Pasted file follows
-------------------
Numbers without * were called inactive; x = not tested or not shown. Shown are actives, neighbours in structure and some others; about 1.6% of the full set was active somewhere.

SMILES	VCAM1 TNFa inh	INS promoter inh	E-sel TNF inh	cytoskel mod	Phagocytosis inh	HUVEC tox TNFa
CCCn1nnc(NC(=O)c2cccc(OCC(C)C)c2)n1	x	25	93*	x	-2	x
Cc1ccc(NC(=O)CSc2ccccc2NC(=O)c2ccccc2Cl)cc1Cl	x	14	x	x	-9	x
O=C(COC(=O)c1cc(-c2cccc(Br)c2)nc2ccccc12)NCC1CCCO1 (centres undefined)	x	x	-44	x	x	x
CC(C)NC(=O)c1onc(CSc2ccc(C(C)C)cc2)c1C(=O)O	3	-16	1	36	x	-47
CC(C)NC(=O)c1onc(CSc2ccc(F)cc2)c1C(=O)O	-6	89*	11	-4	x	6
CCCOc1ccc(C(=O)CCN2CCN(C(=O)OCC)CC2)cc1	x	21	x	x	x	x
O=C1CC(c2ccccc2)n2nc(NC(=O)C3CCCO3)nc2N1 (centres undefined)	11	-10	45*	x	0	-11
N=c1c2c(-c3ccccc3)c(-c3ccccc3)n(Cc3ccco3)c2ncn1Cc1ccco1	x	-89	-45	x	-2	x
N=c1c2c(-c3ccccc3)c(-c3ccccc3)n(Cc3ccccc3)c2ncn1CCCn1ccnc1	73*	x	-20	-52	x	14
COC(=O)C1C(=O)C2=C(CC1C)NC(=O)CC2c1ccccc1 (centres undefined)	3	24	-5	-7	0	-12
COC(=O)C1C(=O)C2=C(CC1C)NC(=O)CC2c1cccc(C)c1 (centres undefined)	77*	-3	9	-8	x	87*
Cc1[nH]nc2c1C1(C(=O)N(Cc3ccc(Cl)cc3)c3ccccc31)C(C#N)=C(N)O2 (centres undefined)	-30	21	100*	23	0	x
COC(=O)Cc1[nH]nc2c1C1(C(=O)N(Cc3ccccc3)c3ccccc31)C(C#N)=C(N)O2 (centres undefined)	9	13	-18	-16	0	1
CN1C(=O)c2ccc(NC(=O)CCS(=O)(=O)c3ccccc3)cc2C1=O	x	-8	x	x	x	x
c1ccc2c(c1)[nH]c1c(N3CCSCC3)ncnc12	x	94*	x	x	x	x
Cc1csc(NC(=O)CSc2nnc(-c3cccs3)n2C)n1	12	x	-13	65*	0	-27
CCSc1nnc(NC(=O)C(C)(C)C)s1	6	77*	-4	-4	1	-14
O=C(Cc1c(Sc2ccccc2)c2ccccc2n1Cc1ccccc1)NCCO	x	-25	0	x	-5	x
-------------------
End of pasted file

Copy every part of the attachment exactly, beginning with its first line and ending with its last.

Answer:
Numbers without * were called inactive; x = not tested or not shown. Shown are actives, neighbours in structure and some others; about 1.6% of the full set was active somewhere.

SMILES	VCAM1 TNFa inh	INS promoter inh	E-sel TNF inh	cytoskel mod	Phagocytosis inh	HUVEC tox TNFa
CCCn1nnc(NC(=O)c2cccc(OCC(C)C)c2)n1	x	25	93*	x	-2	x
Cc1ccc(NC(=O)CSc2ccccc2NC(=O)c2ccccc2Cl)cc1Cl	x	14	x	x	-9	x
O=C(COC(=O)c1cc(-c2cccc(Br)c2)nc2ccccc12)NCC1CCCO1 (centres undefined)	x	x	-44	x	x	x
CC(C)NC(=O)c1onc(CSc2ccc(C(C)C)cc2)c1C(=O)O	3	-16	1	36	x	-47
CC(C)NC(=O)c1onc(CSc2ccc(F)cc2)c1C(=O)O	-6	89*	11	-4	x	6
CCCOc1ccc(C(=O)CCN2CCN(C(=O)OCC)CC2)cc1	x	21	x	x	x	x
O=C1CC(c2ccccc2)n2nc(NC(=O)C3CCCO3)nc2N1 (centres undefined)	11	-10	45*	x	0	-11
N=c1c2c(-c3ccccc3)c(-c3ccccc3)n(Cc3ccco3)c2ncn1Cc1ccco1	x	-89	-45	x	-2	x
N=c1c2c(-c3ccccc3)c(-c3ccccc3)n(Cc3ccccc3)c2ncn1CCCn1ccnc1	73*	x	-20	-52	x	14
COC(=O)C1C(=O)C2=C(CC1C)NC(=O)CC2c1ccccc1 (centres undefined)	3	24	-5	-7	0	-12
COC(=O)C1C(=O)C2=C(CC1C)NC(=O)CC2c1cccc(C)c1 (centres undefined)	77*	-3	9	-8	x	87*
Cc1[nH]nc2c1C1(C(=O)N(Cc3ccc(Cl)cc3)c3ccccc31)C(C#N)=C(N)O2 (centres undefined)	-30	21	100*	23	0	x
COC(=O)Cc1[nH]nc2c1C1(C(=O)N(Cc3ccccc3)c3ccccc31)C(C#N)=C(N)O2 (centres undefined)	9	13	-18	-16	0	1
CN1C(=O)c2ccc(NC(=O)CCS(=O)(=O)c3ccccc3)cc2C1=O	x	-8	x	x	x	x
c1ccc2c(c1)[nH]c1c(N3CCSCC3)ncnc12	x	94*	x	x	x	x
Cc1csc(NC(=O)CSc2nnc(-c3cccs3)n2C)n1	12	x	-13	65*	0	-27
CCSc1nnc(NC(=O)C(C)(C)C)s1	6	77*	-4	-4	1	-14
O=C(Cc1c(Sc2ccccc2)c2ccccc2n1Cc1ccccc1)NCCO	x	-25	0	x	-5	x